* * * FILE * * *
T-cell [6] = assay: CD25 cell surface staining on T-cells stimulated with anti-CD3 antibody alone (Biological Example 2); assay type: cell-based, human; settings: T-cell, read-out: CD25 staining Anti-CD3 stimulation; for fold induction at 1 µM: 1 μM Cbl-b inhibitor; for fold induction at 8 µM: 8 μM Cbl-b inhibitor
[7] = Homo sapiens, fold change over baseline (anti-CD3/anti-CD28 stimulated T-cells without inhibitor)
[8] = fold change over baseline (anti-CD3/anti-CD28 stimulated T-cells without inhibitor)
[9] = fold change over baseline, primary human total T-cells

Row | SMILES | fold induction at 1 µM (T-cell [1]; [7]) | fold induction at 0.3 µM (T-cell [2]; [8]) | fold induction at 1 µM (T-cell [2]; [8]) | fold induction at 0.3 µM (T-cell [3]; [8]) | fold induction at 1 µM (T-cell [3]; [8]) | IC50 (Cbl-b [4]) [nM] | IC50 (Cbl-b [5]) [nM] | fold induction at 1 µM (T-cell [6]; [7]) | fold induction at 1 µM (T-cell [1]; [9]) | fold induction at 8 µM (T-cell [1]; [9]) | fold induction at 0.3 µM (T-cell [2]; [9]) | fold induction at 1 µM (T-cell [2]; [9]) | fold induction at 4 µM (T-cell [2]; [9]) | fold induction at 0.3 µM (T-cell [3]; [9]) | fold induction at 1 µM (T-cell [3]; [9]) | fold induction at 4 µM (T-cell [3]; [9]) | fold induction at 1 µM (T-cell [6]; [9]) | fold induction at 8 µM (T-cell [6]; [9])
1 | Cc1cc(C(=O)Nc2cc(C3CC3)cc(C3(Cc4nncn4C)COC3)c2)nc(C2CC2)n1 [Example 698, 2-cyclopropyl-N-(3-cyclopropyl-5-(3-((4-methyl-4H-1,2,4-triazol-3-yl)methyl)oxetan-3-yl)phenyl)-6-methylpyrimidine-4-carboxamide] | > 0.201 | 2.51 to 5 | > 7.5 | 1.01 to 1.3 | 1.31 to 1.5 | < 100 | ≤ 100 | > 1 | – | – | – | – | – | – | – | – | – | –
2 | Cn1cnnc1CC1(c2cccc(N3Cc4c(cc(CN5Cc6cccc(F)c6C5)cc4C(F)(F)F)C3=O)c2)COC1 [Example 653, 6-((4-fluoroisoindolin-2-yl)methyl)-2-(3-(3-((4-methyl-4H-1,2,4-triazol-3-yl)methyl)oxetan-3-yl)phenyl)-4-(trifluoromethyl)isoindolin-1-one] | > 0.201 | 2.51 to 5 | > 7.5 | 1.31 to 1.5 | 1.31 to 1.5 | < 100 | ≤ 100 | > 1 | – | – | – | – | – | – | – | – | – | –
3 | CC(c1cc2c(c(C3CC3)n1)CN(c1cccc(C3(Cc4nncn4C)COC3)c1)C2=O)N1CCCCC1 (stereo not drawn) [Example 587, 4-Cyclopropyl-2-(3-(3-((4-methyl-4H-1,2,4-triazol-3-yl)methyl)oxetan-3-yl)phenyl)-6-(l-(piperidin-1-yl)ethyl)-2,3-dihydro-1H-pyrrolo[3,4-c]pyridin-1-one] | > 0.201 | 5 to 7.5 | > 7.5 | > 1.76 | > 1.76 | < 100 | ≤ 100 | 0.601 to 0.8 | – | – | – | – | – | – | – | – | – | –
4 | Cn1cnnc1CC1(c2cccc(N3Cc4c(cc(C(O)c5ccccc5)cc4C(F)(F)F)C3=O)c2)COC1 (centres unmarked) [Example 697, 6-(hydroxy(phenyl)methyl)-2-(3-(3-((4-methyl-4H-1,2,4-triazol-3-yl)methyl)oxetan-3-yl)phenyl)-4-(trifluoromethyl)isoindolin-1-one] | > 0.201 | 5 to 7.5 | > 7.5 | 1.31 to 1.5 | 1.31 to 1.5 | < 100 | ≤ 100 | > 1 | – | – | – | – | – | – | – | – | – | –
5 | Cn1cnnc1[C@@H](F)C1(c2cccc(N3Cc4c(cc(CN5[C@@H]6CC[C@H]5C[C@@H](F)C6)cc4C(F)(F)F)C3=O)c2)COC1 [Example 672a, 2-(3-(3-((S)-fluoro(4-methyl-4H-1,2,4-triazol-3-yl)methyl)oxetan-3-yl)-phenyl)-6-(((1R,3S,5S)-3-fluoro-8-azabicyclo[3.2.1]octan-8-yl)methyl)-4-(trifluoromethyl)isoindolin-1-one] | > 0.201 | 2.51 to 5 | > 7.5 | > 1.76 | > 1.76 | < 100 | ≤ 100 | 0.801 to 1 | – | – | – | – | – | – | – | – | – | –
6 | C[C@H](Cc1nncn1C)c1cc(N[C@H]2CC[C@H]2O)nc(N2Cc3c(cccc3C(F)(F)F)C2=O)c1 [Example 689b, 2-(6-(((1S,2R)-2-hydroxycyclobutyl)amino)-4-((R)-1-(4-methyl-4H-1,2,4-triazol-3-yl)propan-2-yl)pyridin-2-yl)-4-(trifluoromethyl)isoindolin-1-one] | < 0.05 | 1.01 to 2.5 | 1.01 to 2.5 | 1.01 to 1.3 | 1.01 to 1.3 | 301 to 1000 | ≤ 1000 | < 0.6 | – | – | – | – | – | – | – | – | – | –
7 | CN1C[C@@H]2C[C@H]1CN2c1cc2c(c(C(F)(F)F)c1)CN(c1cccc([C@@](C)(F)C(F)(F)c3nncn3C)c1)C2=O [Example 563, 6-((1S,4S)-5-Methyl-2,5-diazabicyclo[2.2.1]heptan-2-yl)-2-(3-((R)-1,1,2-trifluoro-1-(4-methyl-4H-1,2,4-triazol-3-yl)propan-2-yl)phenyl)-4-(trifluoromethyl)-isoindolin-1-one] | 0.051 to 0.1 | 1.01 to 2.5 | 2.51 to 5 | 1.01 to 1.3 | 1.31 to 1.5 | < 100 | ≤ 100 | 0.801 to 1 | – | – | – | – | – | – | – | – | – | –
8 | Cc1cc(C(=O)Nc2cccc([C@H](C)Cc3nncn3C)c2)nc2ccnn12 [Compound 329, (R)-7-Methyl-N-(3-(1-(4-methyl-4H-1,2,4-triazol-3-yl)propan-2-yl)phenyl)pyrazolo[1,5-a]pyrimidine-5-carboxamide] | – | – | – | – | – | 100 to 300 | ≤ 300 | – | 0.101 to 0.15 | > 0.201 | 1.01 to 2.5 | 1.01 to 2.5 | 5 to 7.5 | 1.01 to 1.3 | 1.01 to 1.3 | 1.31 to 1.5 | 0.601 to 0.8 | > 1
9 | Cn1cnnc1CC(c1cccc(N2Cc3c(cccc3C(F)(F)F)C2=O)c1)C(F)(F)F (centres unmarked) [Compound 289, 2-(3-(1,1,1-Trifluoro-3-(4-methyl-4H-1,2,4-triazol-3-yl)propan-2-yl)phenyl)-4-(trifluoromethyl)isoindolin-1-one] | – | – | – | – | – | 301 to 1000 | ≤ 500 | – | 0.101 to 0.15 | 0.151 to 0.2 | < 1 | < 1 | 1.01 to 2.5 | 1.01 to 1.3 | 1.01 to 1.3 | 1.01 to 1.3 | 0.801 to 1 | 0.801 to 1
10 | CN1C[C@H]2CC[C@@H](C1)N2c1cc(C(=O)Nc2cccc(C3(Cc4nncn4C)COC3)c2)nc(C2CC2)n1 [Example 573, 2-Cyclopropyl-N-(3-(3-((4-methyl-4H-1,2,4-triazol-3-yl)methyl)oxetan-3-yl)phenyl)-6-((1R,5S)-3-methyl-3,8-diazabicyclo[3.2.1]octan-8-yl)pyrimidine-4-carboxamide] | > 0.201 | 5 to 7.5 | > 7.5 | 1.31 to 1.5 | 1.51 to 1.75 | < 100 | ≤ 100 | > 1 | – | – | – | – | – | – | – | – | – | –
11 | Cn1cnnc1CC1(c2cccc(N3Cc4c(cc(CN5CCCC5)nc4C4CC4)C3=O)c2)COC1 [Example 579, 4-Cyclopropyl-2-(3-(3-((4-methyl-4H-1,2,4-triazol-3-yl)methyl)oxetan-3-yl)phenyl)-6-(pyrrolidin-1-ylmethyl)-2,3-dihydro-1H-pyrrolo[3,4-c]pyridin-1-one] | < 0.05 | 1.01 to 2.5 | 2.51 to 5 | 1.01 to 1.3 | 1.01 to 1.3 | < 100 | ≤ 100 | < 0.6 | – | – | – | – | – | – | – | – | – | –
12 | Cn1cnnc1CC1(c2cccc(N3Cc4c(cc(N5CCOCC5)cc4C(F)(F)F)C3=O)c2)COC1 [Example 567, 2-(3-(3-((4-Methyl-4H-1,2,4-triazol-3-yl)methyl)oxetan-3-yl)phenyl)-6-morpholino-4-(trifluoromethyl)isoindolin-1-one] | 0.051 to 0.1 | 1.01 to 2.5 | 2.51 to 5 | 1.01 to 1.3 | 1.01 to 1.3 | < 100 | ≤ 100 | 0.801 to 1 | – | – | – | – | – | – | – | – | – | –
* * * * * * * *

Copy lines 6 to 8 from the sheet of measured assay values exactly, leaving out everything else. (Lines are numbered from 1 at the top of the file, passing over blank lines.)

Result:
1 | Cc1cc(C(=O)Nc2cc(C3CC3)cc(C3(Cc4nncn4C)COC3)c2)nc(C2CC2)n1 [Example 698, 2-cyclopropyl-N-(3-cyclopropyl-5-(3-((4-methyl-4H-1,2,4-triazol-3-yl)methyl)oxetan-3-yl)phenyl)-6-methylpyrimidine-4-carboxamide] | > 0.201 | 2.51 to 5 | > 7.5 | 1.01 to 1.3 | 1.31 to 1.5 | < 100 | ≤ 100 | > 1 | – | – | – | – | – | – | – | – | – | –
2 | Cn1cnnc1CC1(c2cccc(N3Cc4c(cc(CN5Cc6cccc(F)c6C5)cc4C(F)(F)F)C3=O)c2)COC1 [Example 653, 6-((4-fluoroisoindolin-2-yl)methyl)-2-(3-(3-((4-methyl-4H-1,2,4-triazol-3-yl)methyl)oxetan-3-yl)phenyl)-4-(trifluoromethyl)isoindolin-1-one] | > 0.201 | 2.51 to 5 | > 7.5 | 1.31 to 1.5 | 1.31 to 1.5 | < 100 | ≤ 100 | > 1 | – | – | – | – | – | – | – | – | – | –
3 | CC(c1cc2c(c(C3CC3)n1)CN(c1cccc(C3(Cc4nncn4C)COC3)c1)C2=O)N1CCCCC1 (stereo not drawn) [Example 587, 4-Cyclopropyl-2-(3-(3-((4-methyl-4H-1,2,4-triazol-3-yl)methyl)oxetan-3-yl)phenyl)-6-(l-(piperidin-1-yl)ethyl)-2,3-dihydro-1H-pyrrolo[3,4-c]pyridin-1-one] | > 0.201 | 5 to 7.5 | > 7.5 | > 1.76 | > 1.76 | < 100 | ≤ 100 | 0.601 to 0.8 | – | – | – | – | – | – | – | – | – | –